As mentioned above, project plan integrity includes the success of the project too. When it comes to project success, the “triangle” (cost, time and quality; Balfe, Leva, Ciarapica-Alunni & O’Mahoney, 2017; Giezen, 2012; Heravi, Coffey & Trigunarsyah, 2015) is on the top once again. Which means, in general terms, that the project has finished on time, it lays within the estimated budget and it has achieved the quality requirements (Mustafa Janem, 2011; Mishra, Dangayach & Mittal, 2011). When it comes to mega infrastructure projects, though, it means that the project has delivered the required patronage, it has hit an economic spin-off and the public appreciates it (Giezen, 2012). Najmi (2011) also adds up the initial mutual agreement of the team member upon the scope, in accordance with the corporate culture, and the acceptance of the product by the customer. Papke-Shields and Boyer-Wright (2017) state the more clearly the Critical Success Factors (CSFs) that are related either to the implementation process or the operating environment of the project. These are: a) clear goals and objectives, b) support from senior managers, c) characteristics/ conditions that have an impact on the project, d) adequate funds and resources and e) realistic schedule.

 A success of the project means achievement of it. As stated earlier, the stakeholders play an important role to the project plans (Al Nasseri & Aulin, 2016; Heravi, Coffey & Trigunarsyah, 2015). The stakeholders must be satisfied and incorporated to the project (this along with the golden triangle are the basic project success criteria of the Project Management Institurion). They must be satisfied both with project management success and the product success. In that way, they help also with the decrease of the anticipated risk, the reduction of the unconstructive actions, the increased economic sustainability and quality of the project (Heravi, Coffey & Trigunarsyah, 2015).

 Serrador and Turner (2015) state that the successful project must meet five criteria. These criteria are 1) business success, 2) project efficiency, 3) preparation for the future, 4) impact on the team and 5) impact on the customer. They strongly believed that the more time the workers devote to the activities of the plan, the more successful it will be, with less risk (Serrador & Turner, 2015).

 Based on the opinions of Al Nasseri and Aulin (2016), two are the main problems of a project, the slow productivity and the increased cost of it. These situations come from the lack of effective leadership, the reluctance of controlling in the project tasks execution and completeness, and the poor communication among the project team. In order for a project plan to be successful, it needs four prerequisites: 1) involvement of the stakeholders, 2) denouement of the project technical issues, 3) clear definition of the roles in the project and the impact they are going to have in the project performance and 4) a management team with the appropriate abilities and competencies. After that, the team members will be able to control the project activities, to set out a plan they can work on and, eventually, to succeed (Al Nasseri & Aulin, 2016).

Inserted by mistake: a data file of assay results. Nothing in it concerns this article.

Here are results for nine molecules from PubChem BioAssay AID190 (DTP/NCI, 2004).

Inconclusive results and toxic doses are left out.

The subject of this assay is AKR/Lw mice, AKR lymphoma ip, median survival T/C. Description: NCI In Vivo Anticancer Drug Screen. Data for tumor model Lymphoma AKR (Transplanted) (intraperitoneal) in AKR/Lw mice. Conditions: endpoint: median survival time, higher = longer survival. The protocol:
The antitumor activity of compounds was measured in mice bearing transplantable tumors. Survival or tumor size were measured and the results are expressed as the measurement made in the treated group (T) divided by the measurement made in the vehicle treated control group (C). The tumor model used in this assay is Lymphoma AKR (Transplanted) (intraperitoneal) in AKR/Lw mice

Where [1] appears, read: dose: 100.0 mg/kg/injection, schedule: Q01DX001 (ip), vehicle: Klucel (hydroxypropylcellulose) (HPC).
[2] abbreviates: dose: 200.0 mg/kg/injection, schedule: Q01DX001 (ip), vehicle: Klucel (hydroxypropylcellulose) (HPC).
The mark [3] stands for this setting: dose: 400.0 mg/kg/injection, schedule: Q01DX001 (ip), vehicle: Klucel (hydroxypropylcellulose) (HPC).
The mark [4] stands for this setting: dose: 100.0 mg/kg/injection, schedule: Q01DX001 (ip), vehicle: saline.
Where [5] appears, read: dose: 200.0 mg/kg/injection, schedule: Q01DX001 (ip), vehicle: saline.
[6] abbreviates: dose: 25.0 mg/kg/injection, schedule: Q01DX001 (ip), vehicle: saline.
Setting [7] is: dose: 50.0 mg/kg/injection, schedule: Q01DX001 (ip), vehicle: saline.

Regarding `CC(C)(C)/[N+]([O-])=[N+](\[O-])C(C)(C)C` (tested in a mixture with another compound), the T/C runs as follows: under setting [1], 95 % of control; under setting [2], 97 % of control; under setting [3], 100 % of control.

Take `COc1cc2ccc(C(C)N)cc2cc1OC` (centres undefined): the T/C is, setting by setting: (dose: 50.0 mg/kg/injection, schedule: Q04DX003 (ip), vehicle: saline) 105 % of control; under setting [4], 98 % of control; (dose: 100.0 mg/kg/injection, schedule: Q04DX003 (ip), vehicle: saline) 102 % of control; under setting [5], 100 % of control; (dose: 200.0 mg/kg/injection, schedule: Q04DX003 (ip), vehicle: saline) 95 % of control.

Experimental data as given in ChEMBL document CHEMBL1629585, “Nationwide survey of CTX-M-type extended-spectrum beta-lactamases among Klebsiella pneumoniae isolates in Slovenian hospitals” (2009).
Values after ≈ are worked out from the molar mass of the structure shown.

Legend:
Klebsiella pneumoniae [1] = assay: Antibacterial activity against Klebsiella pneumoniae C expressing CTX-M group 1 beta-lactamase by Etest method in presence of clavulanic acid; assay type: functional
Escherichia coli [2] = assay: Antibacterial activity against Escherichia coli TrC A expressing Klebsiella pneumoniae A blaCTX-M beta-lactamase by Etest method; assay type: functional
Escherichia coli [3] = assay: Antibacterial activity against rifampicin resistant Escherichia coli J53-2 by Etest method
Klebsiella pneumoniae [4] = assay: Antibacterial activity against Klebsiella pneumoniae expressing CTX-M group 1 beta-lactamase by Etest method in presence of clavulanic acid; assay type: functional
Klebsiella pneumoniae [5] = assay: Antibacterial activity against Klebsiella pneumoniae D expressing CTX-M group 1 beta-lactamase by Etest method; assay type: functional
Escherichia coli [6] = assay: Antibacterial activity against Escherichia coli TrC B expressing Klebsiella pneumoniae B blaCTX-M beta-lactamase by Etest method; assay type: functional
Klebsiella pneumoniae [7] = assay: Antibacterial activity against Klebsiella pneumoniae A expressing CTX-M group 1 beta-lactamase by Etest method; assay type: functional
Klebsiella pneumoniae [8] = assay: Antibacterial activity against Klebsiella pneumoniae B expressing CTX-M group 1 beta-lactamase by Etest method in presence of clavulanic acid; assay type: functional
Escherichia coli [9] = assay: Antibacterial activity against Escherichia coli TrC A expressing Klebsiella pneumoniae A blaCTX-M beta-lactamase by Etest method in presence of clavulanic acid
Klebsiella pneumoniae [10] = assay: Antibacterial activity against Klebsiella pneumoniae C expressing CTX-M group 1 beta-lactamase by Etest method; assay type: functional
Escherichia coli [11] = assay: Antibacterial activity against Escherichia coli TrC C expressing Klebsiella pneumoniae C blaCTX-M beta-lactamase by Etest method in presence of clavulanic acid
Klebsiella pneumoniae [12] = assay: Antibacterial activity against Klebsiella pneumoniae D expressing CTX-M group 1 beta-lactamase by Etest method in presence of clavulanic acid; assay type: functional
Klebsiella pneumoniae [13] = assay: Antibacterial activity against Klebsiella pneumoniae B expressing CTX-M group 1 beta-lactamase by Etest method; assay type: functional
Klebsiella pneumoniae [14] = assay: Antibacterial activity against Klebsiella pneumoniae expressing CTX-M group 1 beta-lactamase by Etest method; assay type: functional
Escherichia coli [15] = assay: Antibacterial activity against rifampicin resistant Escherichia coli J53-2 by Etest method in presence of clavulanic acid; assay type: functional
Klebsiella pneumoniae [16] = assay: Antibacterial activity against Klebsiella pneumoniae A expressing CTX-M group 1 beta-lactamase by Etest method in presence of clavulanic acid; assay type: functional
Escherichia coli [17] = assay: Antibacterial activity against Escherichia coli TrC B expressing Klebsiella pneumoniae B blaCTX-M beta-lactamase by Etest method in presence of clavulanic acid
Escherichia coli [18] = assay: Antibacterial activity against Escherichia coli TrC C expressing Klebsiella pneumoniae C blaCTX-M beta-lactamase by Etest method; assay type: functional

Conclusion

 In this assignment, there was a discussion about the project planning, by what it consists of, its structure from different perspectives and also the importance of the integrity of the project, in terms of ethics and success. One important aspect of the project planning is the stakeholder, their needs, expectations and satisfaction (or no satisfaction) from the project, and the “golden triangle”, which contain the cost, the time and quality, the three significant components and criteria of the success of each project.

 Most of the times, success of the project plan means reduction of the possible risk, which means that the project result might turn out different than expected (Giezen, 2012). For Zwikael et al. (2014), “risk influences the level of planning effectiveness”. If there is a high level of risk, then some problems and obstacles that hint the success might occur. There are different types of risk: a) interal, predictable and uncontrollable, b) internal, non-technical and controllable, c) legal and controllable, d) external, unpredictable and uncontrollable and e) external, predictable and uncontrollable (Zwikael et al., 2014).

 In addition to all these, Levasseur (2010) supports that many projects eventually fail. The solution to this situation is a change in the concepts of management. In this way, the success rate of the project will be improved. The Change Management includes four components/ideas: a) people support something that they helped to create, b) two-way and not one-way communication between working members and the project manager, c) commitment of the working team to the project plan and d) collaboration of the team for the best result and a quality product (Levasseur, 2010).

 

 

References